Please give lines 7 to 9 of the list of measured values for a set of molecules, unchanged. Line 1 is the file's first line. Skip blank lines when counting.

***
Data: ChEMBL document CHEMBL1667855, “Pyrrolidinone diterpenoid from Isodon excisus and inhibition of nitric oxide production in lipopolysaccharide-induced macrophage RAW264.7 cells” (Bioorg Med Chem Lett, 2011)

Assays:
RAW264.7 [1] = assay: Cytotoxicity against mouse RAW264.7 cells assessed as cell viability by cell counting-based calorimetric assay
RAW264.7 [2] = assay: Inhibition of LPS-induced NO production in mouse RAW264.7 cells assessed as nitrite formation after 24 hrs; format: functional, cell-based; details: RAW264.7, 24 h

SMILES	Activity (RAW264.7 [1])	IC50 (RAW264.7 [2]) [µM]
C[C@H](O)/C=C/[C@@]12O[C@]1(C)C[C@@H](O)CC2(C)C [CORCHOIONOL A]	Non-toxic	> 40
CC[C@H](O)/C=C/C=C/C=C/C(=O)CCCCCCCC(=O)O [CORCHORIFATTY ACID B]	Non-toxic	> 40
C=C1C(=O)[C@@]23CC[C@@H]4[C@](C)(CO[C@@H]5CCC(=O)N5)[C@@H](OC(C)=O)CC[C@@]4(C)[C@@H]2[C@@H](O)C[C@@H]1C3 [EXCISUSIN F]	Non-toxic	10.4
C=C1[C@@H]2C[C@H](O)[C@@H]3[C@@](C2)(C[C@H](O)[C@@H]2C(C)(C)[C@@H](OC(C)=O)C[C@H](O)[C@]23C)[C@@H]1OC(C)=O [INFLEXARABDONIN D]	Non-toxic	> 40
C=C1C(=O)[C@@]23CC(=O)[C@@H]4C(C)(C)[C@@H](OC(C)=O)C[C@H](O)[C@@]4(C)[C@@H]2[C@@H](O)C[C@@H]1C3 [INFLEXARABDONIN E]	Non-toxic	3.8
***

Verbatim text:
CC[C@H](O)/C=C/C=C/C=C/C(=O)CCCCCCCC(=O)O [CORCHORIFATTY ACID B]	Non-toxic	> 40
C=C1C(=O)[C@@]23CC[C@@H]4[C@](C)(CO[C@@H]5CCC(=O)N5)[C@@H](OC(C)=O)CC[C@@]4(C)[C@@H]2[C@@H](O)C[C@@H]1C3 [EXCISUSIN F]	Non-toxic	10.4
C=C1[C@@H]2C[C@H](O)[C@@H]3[C@@](C2)(C[C@H](O)[C@@H]2C(C)(C)[C@@H](OC(C)=O)C[C@H](O)[C@]23C)[C@@H]1OC(C)=O [INFLEXARABDONIN D]	Non-toxic	> 40